I’ll be candid. As much as I’m enjoying being on the road and everything that comes with it, at times I’ve grappled with thoughts that are rooted in societal norms and the associated pressures to adhere to these. There are three thoughts that I’ve been having:
- I’m not building an asset portfolio: I’m spending all my savings while my friends at home build and buy houses.
- I’m not building a (traditional) career: Many of my contemporaries and former co-workers at home are climbing the corporate ladder or starting their own successful businesses.
- Relationships: When you travel, you’re leaving the ones you love behind. Things go on hold. Others end.
These are by no means complaints. They’re just reflections I’ve had. I’ve been talking to a bunch of people I’ve met on the road and by hearing their stories: where they’ve come from and where they’re going (literally and figuratively); how they feel on the road and things they’ve learned – and together we discussed some counter arguments to the aforementioned points.
I’ve worked in a place that follows the 9am – 6pm day. You walk in before 8, or you’re late. Even though the official starting time was 9am. You spend the day working on projects that you don’t care about, for people that don’t respect you. If you’re lucky, you’d leave in time to make the 7pm BJJ class and train. But your mind is elsewhere, tied up in clients whose practices step on the toes of every moral conviction you have. Locked in the prison that is the next day’s work.
Travel doesn’t mean freedom from hard work, or freedom from business. These are not bad things – as much as I’m enjoying the current down time and perpetually free schedule. It’s freedom from having your schedule constrained, giving you time to read books, research and plan your next move – whatever that may be.
You’re incredibly free to focus on whatever you like. Books, art, family, travel, jiujitsu…leg locks. Having so much time to follow your passions and see new things is very relaxing. A free schedule is also a pass to do things you otherwise wouldn’t have time for – checking out an old temple, or a beautiful national park. And the benefit of doing this during normal working hours is that with a bit of luck, you’ll score it empty.
Personal development/ Education.
It’s no secret that you learn a lot on the road. You learn about the cultures, customs and languages of the places you’re visiting. You learn where the best food and coffee are. The lessons are ubiquitous, but they go further than this. You learn to step outside your comfort zone, whether it’s trying a new meal or making new friends. It teaches you to let go and relax in most situations. To use one of Jocko Willink’s principles, it teaches you how to say “good” when things are anything but. It’s all part of the journey, all part of the story. If you can still say “good”, you’re alive. Everything is a lesson. Missed your bus? Good. Catch the train instead, and learn to leave a bigger time buffer in arriving to the bus station.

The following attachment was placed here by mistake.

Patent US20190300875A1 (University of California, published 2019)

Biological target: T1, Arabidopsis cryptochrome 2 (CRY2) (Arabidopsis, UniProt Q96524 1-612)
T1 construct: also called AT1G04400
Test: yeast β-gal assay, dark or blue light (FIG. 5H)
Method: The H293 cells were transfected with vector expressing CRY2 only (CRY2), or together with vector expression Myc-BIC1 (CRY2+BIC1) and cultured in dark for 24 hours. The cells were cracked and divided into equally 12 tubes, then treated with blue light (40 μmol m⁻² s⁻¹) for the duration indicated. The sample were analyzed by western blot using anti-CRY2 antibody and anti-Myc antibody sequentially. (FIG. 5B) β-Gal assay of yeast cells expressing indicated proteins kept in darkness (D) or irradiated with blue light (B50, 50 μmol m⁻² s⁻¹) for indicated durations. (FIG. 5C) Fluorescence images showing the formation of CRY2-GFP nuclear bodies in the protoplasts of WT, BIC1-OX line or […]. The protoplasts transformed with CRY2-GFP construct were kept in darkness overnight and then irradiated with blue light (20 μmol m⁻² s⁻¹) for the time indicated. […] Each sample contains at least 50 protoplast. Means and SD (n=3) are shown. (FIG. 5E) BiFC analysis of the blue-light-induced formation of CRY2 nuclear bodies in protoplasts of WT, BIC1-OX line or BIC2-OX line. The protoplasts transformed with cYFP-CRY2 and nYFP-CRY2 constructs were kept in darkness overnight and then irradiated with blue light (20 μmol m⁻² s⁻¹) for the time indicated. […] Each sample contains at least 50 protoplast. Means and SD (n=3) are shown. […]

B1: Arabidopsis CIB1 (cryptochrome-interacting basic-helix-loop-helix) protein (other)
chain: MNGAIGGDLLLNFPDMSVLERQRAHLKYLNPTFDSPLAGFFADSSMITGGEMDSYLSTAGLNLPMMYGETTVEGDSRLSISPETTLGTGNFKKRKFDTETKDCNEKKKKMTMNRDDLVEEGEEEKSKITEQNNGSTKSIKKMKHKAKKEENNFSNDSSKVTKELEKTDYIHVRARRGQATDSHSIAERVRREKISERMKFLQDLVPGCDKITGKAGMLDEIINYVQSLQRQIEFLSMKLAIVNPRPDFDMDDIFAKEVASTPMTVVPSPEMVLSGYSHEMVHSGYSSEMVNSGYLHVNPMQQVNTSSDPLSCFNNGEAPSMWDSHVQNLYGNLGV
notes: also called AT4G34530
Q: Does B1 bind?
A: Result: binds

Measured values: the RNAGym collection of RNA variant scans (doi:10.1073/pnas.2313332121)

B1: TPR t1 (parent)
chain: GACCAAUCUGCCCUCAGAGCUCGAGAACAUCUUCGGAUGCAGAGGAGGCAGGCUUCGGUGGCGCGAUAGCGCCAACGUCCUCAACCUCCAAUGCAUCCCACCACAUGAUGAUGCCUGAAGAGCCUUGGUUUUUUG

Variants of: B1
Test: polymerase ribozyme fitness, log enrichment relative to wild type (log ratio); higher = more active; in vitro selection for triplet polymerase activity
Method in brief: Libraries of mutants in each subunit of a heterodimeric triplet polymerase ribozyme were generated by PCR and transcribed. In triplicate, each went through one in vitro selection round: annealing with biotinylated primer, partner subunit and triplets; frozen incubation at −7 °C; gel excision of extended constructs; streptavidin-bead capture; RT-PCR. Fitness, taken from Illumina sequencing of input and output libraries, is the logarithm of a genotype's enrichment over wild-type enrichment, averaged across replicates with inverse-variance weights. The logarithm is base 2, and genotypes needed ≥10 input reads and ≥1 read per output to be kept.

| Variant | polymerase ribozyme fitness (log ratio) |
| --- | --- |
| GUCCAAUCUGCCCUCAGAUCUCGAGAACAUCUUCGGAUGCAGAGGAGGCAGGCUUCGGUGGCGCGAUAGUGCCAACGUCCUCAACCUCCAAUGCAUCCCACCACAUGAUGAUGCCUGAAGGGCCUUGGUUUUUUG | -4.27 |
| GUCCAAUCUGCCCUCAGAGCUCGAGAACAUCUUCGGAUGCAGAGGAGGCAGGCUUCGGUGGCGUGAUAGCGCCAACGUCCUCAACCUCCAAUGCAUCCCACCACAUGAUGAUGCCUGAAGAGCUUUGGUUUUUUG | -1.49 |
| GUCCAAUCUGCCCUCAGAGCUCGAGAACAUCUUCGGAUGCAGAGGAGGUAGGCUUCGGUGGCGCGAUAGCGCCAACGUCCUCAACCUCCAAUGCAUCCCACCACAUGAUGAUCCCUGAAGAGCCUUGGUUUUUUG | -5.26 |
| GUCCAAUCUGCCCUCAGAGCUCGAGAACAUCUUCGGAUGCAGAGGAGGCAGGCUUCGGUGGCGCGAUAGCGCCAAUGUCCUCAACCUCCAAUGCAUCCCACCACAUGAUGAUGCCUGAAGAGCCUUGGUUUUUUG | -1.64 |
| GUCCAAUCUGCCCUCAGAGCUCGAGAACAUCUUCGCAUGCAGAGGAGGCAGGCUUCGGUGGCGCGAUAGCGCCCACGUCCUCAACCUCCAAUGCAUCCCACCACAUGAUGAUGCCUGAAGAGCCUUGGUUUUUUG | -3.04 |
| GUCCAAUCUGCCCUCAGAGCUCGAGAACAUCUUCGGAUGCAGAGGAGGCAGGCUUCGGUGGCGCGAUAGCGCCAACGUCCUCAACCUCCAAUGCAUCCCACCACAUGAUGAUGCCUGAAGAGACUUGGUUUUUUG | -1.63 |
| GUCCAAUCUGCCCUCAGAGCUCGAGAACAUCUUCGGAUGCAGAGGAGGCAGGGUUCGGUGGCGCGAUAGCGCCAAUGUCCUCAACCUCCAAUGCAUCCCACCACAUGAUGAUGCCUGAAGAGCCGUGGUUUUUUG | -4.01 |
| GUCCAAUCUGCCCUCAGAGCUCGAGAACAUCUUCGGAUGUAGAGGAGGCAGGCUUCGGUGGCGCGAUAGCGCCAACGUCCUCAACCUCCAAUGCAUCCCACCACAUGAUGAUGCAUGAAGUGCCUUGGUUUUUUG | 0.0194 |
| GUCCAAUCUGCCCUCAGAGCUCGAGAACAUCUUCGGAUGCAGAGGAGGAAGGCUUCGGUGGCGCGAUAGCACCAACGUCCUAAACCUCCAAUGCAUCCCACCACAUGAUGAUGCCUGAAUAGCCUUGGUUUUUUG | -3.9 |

Yes, this lesson is still applicable when there’s a toddler sitting behind you on the train screaming, banging on your seat and shitting themselves simultaneously. (Yes, this is happening as I write this, on the train I caught because I missed my bus).
But it doesn’t only teach you to say “good” when things aren’t good. Travel teaches you to really appreciate every moment, both good and not as good. Everything adds to the experience. And lord, is there some good experiences to be had abroad.
Sure, you’re not going to be earning as much on the road. It’s more than likely that you’re living off your savings. Maybe you’ve managed to pick up some odd jobs along the way. Or maybe you’re one of those wizards that’s managed to create an income or career that allows you to be on the road. But as long as you have enough for the essentials, you don’t need much more. From the outset, you’re limiting things you don’t really need. You get rid of pointless possessions. Limit what you buy. It forces you to ask yourself questions. Do I really need the latest iPhone? We tend to hoard things we won’t use, buy things we don’t need – get caught up in material possessions rather than trying to use our money or time for experiences, memories and friendships.
It’s surprising how many opportunities arise when you’re on the road. Travel does not necessarily have to mean just spending. You might end up working in a hostel in Spain, teaching some jiujitsu privates on a tropical island or even working in a bar in Prague. Who knows?
Until next time!